In Considering the Process of Change

Although the Black Death was one of the biggest catastrophes known in Europe, its short term influence was of little consequence. Despite there being many different ideas, practices and surgical procedures present during and after the Black Death, in the long term there was minute progression. In the period c. 1000 – 1650 many distinctive turning points occurred in terms of individual achievements, however several relied on recent improvements in such things as technology, and consequently were not turning points unto themselves.

Galen’s Four Humours still led the majority of medical ideas during the Black Death, which immediately suggests little change. However, individuals such as Geoffrey de Meaux were expanding this theory further through the use of subjects such as Astrology and Alchemy, both of which concentrated slightly on medical advancement. Medicines were concocted on a basis of “temperate” and “intemperate” cures focusing on balancing the Four Humours. Alchemy relied on there being four elements in order to attempt their transformational experiments, hence the cliched idea of them turning base metal into gold.

De Meaux talks of curing phlegm profusion, “Turbith naturally expels phlegm… mixed with ginger the mixture expels phlegm… since ginger is not… a repellent, it has taken on the nature of turbith” demonstrating this transformational quality of objects. In terms of “cause and cure” this demonstrates careful observation and documentation. Progression is seen here as some begin to write their findings in Latin, this would circulate through to some of the wealthier people, but was not widely accessible as each copy was hand-written and not in plain English.

Whilst alchemy drew knowledge from the natural medicines in plants, Hippocrates remarked that the “arts of Medicine and Astrology balance each other” therefore both had to be studied in order to be able to administer treatment. Astrologers studied stars and “heavenly powers” which they believed influenced a person’s well-being. Friar Roger Bacon remarked on the phenomenon of twins; “every point on the Earth is at the apex of a pyramid… of various heavenly powers; and this explains why you get… twins who differ in character and behaviour.

” Although not a correct diagnosis by modern standards, Bacon helps disperse the myth that Medieval Britain was completely ignorant because of the mathematical precision that would have to have been applied to that theory. In fact, during the Black Death, doctors nearly observed and discovered contagion in the form of Miasma (bad air). This was established due to the disgusting smells which would be emitted from a plague victims’ sores, the link between was the two was logical as someone who came close enough to smell the sores probably came within reach of the contagious bacterium Y. Pestis.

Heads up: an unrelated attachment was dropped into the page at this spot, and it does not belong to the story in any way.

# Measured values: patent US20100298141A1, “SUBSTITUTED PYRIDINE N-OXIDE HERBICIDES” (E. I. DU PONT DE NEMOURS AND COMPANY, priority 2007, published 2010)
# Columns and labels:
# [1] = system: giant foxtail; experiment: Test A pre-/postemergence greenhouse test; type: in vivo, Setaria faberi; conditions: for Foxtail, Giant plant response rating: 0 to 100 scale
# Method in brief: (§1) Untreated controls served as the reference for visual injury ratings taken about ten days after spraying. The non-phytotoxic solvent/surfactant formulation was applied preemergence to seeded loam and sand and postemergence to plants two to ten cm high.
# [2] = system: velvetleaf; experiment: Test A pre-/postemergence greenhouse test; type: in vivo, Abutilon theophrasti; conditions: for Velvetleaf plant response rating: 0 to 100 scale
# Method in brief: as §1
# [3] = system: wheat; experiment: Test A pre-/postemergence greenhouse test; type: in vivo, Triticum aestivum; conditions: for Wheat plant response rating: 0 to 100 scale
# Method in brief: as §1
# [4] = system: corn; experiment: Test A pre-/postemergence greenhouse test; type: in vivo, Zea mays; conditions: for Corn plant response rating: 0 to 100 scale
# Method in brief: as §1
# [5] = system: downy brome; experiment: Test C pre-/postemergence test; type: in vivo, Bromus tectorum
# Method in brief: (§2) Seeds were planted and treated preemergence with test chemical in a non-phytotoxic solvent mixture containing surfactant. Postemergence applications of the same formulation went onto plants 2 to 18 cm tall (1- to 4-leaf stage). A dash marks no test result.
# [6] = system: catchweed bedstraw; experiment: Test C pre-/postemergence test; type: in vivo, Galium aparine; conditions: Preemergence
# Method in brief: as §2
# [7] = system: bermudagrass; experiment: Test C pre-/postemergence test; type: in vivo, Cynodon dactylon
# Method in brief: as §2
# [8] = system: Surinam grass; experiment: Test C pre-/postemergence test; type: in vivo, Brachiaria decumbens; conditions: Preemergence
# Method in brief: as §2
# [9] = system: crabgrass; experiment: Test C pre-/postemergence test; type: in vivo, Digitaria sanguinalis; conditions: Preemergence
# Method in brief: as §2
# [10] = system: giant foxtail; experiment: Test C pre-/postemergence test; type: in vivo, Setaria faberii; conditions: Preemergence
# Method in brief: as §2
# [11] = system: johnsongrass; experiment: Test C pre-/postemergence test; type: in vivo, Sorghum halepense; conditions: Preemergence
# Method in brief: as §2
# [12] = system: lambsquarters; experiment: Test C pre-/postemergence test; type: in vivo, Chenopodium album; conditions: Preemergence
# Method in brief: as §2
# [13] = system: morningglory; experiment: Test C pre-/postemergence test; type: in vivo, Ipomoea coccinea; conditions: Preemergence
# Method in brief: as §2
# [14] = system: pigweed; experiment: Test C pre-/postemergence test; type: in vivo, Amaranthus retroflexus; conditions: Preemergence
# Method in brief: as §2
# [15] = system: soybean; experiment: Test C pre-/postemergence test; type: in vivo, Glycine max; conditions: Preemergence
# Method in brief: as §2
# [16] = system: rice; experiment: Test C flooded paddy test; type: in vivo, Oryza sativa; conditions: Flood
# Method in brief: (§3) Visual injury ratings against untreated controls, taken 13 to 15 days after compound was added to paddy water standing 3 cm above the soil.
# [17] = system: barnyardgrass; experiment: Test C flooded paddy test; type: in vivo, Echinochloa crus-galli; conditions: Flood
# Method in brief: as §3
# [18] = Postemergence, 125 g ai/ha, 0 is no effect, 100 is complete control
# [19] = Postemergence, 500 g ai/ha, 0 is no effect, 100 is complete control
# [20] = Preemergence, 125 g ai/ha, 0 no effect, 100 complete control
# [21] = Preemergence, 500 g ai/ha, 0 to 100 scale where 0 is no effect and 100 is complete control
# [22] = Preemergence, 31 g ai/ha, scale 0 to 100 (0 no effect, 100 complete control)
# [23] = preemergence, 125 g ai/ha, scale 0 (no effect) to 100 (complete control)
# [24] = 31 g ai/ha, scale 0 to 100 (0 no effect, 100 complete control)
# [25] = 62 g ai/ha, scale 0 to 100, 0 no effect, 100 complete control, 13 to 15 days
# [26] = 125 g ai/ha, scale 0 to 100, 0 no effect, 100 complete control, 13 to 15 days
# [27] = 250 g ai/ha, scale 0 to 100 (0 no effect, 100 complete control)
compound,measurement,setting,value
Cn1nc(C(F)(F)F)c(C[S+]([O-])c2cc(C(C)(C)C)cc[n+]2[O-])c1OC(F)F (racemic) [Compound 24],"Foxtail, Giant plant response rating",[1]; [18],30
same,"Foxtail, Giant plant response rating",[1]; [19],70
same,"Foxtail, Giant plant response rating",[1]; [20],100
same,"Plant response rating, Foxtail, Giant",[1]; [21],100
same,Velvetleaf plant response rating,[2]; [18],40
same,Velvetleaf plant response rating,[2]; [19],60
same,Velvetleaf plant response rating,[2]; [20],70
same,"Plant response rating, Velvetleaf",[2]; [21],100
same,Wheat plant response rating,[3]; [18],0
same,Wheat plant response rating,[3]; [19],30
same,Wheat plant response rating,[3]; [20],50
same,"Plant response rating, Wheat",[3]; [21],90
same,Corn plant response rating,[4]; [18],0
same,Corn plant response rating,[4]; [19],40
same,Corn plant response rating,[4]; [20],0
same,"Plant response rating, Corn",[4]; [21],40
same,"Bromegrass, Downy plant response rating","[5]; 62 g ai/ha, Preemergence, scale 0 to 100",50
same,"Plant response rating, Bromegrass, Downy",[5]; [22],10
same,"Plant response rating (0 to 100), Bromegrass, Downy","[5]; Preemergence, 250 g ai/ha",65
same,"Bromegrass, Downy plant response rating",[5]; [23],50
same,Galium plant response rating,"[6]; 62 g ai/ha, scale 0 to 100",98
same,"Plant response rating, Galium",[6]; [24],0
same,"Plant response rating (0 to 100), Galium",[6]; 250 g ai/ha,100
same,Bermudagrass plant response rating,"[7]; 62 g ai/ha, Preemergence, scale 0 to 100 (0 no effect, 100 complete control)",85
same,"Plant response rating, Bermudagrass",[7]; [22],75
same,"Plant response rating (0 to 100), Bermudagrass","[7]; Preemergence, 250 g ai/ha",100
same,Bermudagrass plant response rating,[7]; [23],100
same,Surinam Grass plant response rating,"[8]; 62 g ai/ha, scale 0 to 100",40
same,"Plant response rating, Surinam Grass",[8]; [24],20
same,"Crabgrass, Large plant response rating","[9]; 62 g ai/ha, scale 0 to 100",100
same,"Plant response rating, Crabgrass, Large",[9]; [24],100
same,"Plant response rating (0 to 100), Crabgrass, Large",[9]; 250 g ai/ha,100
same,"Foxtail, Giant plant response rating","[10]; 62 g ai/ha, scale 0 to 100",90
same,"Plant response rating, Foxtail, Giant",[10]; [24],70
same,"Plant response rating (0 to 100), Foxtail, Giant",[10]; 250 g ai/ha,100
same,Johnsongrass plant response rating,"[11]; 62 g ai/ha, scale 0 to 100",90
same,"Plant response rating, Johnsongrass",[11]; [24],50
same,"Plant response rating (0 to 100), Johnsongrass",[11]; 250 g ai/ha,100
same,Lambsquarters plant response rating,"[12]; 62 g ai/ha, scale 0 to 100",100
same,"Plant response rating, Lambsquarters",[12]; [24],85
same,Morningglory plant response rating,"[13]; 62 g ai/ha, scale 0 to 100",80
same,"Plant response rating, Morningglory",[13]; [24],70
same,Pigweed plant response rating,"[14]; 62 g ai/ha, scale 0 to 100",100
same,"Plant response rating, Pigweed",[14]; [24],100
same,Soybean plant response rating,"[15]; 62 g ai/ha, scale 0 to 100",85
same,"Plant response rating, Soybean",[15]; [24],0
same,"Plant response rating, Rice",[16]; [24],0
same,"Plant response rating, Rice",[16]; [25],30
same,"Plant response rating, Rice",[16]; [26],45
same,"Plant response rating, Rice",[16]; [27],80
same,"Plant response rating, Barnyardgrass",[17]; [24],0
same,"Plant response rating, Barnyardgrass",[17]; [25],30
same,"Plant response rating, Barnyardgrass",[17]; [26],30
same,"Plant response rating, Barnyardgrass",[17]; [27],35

Despite all of these ideas seeming advanced, this may be simply because of modern preconceived ideas about the ignorance of the Middle Ages increasing perceived achievements, in fact, miasma was an idea that prompted Roman baths and was simply a surviving influence of the fall of the Roman Empire. Consequently, the turning point in medical ideas came from the disproving of the ancient miasma theory. Although the documented discovery of germs and their purpose isn’t published until 1864 when Louie Pasteur pioneered his “Germ Theory”, significant steps were taken towards it in the 17th Century.

Spectacles were used just after the end of the Black Death, however the event itself had no impact on the following invention. Claudius Ptolemy originally used curved glass lenses for magnifying over a millennia before hand, but the fall of the Roman Empire had left his knowledge obsolete as far as Europe was concerned. During the 16th and 17th Century the Renaissance began, a period of invention and discovery as the shrouds of the Middle Ages broke away.

Astrology was still an influence, as Galileo’s use of lenses in his ten power telescope proved that the Earth rotated around the sun rather than the previous assumption of the Earth as the centre of the Universe. Evidently, this was not a direct influence on Medical ideas but began to rupture the confines of the Roman Catholic Church’s restriction on anything except Galenic ideas. His discovery was described as blasphemous and was immediately arrested, sparking large scale riots and protest.

Summed up by Jo Kent, thanks to the technology of lenses, ““…the importance of God to science was… invalidated. ” Surgical procedures lessened in quality during the Black Death due to the fact that most Doctors fled for their lives, few remaining to save others. Plague Doctors were un-aptly named as they were ordinary citizens trying to benefit financially from the pestilence. Guy de Chauliac was a celebrated doctor, one who didn’t flee, despite, according to Pagel (taken from Puschmann’s “Handbook of the History of Medicine”) “ecclesiastical interest” funded his medical education.

Perhaps the Church’s adamant focus on Galen meant Chauliac was eager to expand on Galen’s ideas rather than disprove them, thus avoiding confrontation. The fact that the Black Death actually produced “the most eminent surgeon of the European Middle Ages” (Encyclopaedia Britannica) seems a great achievement, despite the fact that competition was sparse and de Chauliac’s achievements relatively few. In his book commonly known as “Chirurgia Magna” written in 1363, he cites the difference between bubonic and pneumonic plagues, describes hernias and cataracts, and treatments for all.

In fact, he did have many surviving patients during the pestilence due to his realisation that “laudible pus” was necessary in the healing process of buboes and wounds. Surgeons were outraged as cauterization, an aggressive procedure, had always been the correct method and that the wound was never allowed to heal naturally. However, in his works he not only references Galen but also Hippocrates, Abulcasis and Ibn Sina (Avicenna) he only expanded on surgical practice already specified by others. Consequently, his influence is narrowed, and what seems like an abundance of progress is less so.

In the long term it is of little significance, therefore the Black Death is not a turning point in surgical methods. In the years following the Black Death, attempts were made to disprove Galenic ideas. Paracelsus, supported de Chauliac’s theory of pus, as in the early 1500s he writes, “If you prevent infection, Nature will do the healing”, to a modern audience this is a fairly obvious conclusion, but de Chauliac never actually diagnosed infection. Many people died after surgical procedures of infection rather than the actual procedure, despite the lack of anaesthetics.